Poetic Self-Love

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Illustration by Alyssa Long

Janice Luong

Staff Writer

Rupi Kaur – “The Sun and Her Flowers”

The poem and Kaur’s hand-drawn graphic blend beautifully together to create a soothing and warm tone. It is a comfort poem, in which readers are able to relate and connect to it in different ways. For me, it is not so much about love for others, but self-love. As a second-generation Asian American, loving myself was not easy. Conforming too much to either identity made it difficult to connect and be recognized as the other. Without a comfort zone or a sense of belonging, loving myself was difficult. However, as I got older, I ditched conformity and became a sturdy base for myself. I always come back to this poem because it reminds me to love my roots and myself, and I don’t have to choose one or the other. Just love.

Jaiya John – “Daughter Drink This Water”

Jaiya John has always been a favorite of mine. His writing alone is impactful and loving. The romantic element in this poem is that it’s not just about self-love, it’s also about how to love others. You are who you should lose yourself to and not anyone else. This acts like a little reminder for me to indulge in myself and through that act, I can love someone else. 

Christopher Poindexter

There is something about this piece that is almost daydream-like. It’s a beautiful love poem that can make anyone swoon. Maybe this is just me, but this poem puts into words the kind of love I want. What I love about this poem in particular is the last line, because it makes me appreciate the different kinds of love out there through different people on Earth. This poem makes it sound like it’s just the speaker and you, so there is also this level of intimacy that is familiar to any reader.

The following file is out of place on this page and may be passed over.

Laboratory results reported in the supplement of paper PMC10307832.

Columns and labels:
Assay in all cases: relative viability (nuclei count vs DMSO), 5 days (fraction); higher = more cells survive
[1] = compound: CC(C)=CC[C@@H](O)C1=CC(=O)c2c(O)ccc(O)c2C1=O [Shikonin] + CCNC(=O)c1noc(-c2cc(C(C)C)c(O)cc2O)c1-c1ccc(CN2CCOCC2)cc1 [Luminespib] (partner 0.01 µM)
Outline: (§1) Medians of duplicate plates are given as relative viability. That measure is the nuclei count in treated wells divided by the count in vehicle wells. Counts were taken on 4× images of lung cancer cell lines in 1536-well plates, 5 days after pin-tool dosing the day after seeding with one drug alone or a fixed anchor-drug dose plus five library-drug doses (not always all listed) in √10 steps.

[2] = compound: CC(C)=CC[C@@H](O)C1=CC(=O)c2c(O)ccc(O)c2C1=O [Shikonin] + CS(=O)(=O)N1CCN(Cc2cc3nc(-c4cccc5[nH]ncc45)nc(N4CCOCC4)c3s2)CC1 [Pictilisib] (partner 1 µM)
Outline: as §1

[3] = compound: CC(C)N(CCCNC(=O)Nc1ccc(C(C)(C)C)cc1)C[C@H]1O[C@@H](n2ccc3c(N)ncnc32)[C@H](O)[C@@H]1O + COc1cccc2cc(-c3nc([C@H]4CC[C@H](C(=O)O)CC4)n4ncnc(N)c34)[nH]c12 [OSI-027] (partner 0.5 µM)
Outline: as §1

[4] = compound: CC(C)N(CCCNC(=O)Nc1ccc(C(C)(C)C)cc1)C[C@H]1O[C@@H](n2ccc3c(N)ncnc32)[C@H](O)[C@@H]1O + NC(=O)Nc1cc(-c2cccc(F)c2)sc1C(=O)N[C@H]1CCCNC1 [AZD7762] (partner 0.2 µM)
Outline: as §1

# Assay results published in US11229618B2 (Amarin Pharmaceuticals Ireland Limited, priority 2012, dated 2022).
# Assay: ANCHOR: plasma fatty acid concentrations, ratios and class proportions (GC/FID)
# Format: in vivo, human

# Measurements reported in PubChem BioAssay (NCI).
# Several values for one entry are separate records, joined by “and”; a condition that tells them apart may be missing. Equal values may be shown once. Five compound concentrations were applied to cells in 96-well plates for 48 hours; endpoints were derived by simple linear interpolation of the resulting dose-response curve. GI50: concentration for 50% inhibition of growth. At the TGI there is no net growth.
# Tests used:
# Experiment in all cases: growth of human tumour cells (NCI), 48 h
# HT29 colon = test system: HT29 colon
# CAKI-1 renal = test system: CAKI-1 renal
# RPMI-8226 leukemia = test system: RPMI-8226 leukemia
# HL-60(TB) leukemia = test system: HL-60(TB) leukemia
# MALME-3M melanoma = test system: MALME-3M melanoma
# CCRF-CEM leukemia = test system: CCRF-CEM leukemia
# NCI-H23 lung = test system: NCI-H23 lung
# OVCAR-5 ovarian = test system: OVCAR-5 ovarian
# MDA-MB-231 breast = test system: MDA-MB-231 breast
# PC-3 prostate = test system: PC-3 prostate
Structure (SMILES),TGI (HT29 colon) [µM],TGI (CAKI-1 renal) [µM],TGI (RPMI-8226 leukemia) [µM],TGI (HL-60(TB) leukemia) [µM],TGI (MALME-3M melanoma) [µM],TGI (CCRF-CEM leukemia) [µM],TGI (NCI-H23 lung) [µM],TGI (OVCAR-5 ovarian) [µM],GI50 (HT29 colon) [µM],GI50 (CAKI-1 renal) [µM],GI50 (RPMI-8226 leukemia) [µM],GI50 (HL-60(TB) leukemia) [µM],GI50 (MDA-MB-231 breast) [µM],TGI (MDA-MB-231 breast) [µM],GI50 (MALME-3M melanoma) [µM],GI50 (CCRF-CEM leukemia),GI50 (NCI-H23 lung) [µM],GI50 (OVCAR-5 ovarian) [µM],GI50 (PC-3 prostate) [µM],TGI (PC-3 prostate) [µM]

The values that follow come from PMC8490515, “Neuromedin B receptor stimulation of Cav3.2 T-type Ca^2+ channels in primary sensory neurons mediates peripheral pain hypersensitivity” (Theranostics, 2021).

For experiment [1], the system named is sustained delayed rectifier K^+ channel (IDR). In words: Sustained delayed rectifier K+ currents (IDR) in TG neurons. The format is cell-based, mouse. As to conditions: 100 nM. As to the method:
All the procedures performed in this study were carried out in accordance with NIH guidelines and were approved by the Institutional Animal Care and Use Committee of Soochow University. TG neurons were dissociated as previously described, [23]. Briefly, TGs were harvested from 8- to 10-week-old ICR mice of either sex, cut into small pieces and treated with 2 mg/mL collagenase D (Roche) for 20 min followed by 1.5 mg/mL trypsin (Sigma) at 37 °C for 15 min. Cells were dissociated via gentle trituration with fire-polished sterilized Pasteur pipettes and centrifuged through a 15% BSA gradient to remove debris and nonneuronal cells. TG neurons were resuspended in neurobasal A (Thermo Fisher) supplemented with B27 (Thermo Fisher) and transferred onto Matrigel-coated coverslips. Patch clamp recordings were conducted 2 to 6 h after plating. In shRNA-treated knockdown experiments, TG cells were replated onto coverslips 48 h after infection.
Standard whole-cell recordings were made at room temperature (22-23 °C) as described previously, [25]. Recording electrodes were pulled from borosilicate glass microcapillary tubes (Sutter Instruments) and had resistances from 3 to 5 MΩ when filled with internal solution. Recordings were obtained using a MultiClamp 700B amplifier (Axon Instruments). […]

Rupi Kaur – “Milk and Honey”

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Self-empowerment is something we all struggle with until we reach that point in our lives where we finally achieve it. Kaur does not scream love in this poem, but rather gives love a confident tone. It’s about loving and being content with oneself in order to create fiery passion with another person. A strong love. This pulls on my heartstrings in the oddest of ways because it’s not a superficially positive interpretation of love, but a wise reminder of what makes love strong. 

Nazim Hikmet – “Things I Didn’t Know I Loved”

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Hikmet romanticizes nature, a different take from the usual focus of loving another person. I want to include this poem to remind you that love during Valentine’s day doesn’t have to be for couples only! It’s also for those who love ideas, knowledge, nature, etc. Love comes in all forms. We are so fixated on the concept of “sad singles” during Valentine’s Day or “feeling single,” but that does not have to be a negative thing. This poem is worth coming back to because how I interpret Hikmet is that love is not just multidimensional, it is also a potentially new path that “I never knew I liked.” 

Veronica A. Shoffstall

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The assertiveness of this poem draws the reader in. It is essentially saying, flourish, succeed, and grow instead of waiting and settling for someone. It’s a reminder that you don’t have to settle and to put yourself first above all else. You are in control, and sometimes, that is something we feel is missing in a relationship. With love, we often deal with uncertainties and insecurity. It’s uplifting to read this little poem and think of yourself as a sturdy flower